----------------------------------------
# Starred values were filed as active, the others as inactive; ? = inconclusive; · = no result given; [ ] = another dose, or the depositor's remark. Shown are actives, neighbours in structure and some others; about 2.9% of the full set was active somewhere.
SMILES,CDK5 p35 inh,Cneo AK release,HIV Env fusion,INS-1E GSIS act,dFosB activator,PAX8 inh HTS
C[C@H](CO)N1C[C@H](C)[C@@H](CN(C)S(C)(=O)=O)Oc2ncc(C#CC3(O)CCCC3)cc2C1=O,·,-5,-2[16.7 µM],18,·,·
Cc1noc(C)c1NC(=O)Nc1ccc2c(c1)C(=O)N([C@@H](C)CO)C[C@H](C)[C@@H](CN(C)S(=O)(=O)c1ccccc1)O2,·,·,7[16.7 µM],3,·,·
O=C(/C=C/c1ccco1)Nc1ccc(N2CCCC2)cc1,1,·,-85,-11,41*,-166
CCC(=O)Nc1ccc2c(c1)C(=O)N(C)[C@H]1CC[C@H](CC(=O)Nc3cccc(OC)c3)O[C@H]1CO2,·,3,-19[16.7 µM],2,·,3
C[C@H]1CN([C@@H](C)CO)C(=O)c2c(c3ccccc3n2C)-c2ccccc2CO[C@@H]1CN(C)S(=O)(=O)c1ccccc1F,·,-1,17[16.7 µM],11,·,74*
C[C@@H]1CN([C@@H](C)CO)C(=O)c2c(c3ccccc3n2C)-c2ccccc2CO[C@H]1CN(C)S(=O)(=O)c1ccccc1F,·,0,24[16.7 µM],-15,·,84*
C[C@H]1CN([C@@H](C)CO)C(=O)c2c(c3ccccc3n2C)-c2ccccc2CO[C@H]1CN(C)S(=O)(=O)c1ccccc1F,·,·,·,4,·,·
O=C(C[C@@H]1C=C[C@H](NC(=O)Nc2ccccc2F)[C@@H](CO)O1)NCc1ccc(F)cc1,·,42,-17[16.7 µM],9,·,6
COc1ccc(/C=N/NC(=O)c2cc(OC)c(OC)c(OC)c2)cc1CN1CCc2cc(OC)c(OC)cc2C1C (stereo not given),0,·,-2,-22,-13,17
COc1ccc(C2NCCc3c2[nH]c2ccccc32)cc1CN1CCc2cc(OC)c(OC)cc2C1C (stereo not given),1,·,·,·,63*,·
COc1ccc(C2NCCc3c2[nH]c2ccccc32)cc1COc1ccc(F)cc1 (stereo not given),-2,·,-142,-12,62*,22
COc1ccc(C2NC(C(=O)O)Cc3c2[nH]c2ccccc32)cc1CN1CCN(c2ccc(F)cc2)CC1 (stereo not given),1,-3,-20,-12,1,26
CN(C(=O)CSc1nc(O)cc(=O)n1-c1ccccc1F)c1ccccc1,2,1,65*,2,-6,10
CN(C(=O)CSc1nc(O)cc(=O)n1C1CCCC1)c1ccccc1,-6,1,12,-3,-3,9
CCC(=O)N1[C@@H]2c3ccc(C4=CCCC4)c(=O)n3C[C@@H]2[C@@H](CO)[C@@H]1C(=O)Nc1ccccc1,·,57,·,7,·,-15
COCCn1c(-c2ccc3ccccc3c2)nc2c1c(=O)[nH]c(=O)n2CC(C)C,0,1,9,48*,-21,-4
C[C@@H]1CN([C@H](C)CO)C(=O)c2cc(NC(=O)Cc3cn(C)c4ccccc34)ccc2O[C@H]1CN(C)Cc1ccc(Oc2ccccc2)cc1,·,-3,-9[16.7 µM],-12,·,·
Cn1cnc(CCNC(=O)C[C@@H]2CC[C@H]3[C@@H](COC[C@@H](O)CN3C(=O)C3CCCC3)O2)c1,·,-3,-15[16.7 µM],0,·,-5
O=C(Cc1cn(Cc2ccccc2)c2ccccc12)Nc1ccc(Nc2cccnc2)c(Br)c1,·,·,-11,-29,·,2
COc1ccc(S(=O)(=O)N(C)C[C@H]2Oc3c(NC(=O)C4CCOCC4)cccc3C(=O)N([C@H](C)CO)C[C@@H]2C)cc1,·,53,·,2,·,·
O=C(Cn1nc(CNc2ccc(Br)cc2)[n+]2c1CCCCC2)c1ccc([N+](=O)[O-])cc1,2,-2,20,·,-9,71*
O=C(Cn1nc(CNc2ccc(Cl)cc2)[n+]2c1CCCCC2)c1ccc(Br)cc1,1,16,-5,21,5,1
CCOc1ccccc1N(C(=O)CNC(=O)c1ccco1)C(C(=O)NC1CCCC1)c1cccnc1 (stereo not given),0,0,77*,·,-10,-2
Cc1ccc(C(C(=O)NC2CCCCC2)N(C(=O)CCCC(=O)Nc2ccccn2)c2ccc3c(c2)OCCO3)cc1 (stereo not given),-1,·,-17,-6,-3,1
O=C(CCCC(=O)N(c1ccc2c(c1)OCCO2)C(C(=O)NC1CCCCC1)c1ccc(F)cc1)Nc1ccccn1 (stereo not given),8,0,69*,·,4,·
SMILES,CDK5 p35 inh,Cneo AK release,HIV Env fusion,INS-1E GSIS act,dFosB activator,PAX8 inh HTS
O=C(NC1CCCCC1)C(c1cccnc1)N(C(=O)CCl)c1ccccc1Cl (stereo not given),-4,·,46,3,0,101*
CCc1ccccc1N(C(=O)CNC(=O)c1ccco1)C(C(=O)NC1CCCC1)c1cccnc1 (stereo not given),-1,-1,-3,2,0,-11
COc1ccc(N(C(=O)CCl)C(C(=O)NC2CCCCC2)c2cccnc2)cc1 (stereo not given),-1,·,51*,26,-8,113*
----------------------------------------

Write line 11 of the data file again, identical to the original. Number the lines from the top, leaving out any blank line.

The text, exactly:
COc1ccc(/C=N/NC(=O)c2cc(OC)c(OC)c(OC)c2)cc1CN1CCc2cc(OC)c(OC)cc2C1C (stereo not given),0,·,-2,-22,-13,17